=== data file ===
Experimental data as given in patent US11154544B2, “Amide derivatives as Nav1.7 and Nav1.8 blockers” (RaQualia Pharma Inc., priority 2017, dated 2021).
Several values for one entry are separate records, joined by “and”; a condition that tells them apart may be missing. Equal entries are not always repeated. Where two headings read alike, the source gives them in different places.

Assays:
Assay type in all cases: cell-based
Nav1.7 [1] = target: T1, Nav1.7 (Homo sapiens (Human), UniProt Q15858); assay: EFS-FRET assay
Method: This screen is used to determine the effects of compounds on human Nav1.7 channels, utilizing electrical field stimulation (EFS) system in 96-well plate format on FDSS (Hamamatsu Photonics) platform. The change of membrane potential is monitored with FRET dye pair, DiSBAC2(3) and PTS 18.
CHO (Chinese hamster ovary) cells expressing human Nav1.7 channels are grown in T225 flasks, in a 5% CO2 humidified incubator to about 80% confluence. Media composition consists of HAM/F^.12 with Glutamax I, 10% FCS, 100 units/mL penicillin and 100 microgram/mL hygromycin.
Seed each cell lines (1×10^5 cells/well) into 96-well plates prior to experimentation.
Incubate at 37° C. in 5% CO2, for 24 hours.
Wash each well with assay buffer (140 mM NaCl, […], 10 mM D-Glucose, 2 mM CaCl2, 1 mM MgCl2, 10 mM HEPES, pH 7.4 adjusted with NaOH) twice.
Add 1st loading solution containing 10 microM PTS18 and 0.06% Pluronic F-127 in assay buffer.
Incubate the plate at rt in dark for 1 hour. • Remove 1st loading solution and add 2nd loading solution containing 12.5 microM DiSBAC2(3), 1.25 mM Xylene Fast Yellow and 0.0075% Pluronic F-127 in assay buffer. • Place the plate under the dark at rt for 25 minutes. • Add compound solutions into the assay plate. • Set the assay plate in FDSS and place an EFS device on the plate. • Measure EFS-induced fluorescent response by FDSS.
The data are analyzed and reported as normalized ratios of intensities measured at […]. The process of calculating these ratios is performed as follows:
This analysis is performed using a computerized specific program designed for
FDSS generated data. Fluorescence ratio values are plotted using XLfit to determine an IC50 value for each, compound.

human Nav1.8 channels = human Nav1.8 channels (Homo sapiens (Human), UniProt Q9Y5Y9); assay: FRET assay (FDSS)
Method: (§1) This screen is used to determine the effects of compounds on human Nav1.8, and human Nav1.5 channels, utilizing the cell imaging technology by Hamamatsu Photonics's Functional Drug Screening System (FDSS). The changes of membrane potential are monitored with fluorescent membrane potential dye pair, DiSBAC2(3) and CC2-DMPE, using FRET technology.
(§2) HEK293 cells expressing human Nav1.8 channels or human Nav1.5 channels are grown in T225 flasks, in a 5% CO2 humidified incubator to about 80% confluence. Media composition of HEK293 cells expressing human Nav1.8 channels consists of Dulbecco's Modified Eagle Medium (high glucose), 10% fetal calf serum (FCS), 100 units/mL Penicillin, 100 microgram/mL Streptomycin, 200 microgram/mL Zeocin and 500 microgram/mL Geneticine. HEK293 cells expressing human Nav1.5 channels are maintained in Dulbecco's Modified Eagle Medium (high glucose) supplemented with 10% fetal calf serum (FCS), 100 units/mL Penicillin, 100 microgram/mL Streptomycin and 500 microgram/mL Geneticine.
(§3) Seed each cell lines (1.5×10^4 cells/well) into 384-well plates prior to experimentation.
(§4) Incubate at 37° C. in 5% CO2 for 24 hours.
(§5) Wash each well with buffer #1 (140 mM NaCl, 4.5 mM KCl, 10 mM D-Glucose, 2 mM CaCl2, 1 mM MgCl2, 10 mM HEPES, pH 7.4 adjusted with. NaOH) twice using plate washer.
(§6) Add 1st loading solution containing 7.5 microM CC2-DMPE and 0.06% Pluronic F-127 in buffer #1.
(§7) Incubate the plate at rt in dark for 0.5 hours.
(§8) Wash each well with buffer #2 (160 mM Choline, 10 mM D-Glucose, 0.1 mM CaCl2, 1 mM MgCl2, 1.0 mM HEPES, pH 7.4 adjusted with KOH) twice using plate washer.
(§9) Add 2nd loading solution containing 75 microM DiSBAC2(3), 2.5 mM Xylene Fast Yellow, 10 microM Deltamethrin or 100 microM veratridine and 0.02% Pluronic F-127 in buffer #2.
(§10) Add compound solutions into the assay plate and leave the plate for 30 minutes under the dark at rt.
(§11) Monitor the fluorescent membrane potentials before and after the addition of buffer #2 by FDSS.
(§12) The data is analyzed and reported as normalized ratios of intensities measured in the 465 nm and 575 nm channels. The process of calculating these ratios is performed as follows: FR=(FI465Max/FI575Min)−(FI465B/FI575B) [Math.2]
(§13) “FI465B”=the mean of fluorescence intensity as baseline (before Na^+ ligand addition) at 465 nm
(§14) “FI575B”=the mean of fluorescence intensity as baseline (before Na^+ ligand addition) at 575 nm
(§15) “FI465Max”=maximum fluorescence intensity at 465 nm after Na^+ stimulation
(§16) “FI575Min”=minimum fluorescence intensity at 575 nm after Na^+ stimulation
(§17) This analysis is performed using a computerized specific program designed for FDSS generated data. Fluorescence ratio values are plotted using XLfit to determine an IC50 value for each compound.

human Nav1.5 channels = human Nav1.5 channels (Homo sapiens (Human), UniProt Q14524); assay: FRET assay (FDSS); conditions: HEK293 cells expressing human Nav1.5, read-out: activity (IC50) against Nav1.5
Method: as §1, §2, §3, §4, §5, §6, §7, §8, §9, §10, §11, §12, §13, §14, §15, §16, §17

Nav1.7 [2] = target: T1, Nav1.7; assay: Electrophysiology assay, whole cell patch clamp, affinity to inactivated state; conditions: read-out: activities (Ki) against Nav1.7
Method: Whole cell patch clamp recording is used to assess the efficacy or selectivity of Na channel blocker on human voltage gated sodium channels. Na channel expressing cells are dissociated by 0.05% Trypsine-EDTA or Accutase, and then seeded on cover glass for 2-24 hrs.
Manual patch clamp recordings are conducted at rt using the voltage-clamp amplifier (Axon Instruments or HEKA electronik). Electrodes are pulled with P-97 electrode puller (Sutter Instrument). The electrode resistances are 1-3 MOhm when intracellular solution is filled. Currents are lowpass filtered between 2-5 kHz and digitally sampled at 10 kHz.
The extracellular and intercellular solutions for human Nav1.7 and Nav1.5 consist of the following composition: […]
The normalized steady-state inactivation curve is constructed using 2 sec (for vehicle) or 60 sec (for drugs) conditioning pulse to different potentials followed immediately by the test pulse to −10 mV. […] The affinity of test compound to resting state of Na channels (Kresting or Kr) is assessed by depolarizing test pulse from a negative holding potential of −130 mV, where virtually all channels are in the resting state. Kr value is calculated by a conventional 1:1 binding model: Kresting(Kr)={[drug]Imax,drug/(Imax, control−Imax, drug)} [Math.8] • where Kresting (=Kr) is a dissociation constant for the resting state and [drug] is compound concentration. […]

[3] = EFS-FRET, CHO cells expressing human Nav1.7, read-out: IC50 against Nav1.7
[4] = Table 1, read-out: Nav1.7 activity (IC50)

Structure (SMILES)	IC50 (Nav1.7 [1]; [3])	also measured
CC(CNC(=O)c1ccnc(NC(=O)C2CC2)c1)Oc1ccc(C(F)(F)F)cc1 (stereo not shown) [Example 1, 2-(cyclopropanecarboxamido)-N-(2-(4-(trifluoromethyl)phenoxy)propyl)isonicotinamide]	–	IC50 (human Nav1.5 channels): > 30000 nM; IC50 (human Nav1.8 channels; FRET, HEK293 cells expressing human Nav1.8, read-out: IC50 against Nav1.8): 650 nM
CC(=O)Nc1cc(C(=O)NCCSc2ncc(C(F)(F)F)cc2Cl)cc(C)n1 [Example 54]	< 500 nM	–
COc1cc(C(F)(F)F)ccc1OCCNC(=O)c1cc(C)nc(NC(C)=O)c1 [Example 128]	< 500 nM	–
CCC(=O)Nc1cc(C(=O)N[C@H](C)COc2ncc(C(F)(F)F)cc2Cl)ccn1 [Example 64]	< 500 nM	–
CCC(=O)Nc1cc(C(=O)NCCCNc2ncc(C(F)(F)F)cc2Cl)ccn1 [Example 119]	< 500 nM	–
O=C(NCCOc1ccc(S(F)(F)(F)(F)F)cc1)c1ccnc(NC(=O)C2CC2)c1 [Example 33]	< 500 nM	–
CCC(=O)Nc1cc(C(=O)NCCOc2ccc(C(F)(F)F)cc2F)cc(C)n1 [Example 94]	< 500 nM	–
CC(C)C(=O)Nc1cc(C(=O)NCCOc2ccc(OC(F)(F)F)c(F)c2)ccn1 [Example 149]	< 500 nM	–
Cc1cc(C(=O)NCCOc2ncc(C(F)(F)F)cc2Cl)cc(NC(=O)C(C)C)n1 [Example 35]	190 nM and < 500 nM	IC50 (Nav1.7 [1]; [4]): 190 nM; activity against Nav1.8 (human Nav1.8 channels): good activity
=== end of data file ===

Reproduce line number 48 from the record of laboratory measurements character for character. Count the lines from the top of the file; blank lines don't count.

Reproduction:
CCC(=O)Nc1cc(C(=O)NCCCNc2ncc(C(F)(F)F)cc2Cl)ccn1 [Example 119]	< 500 nM	–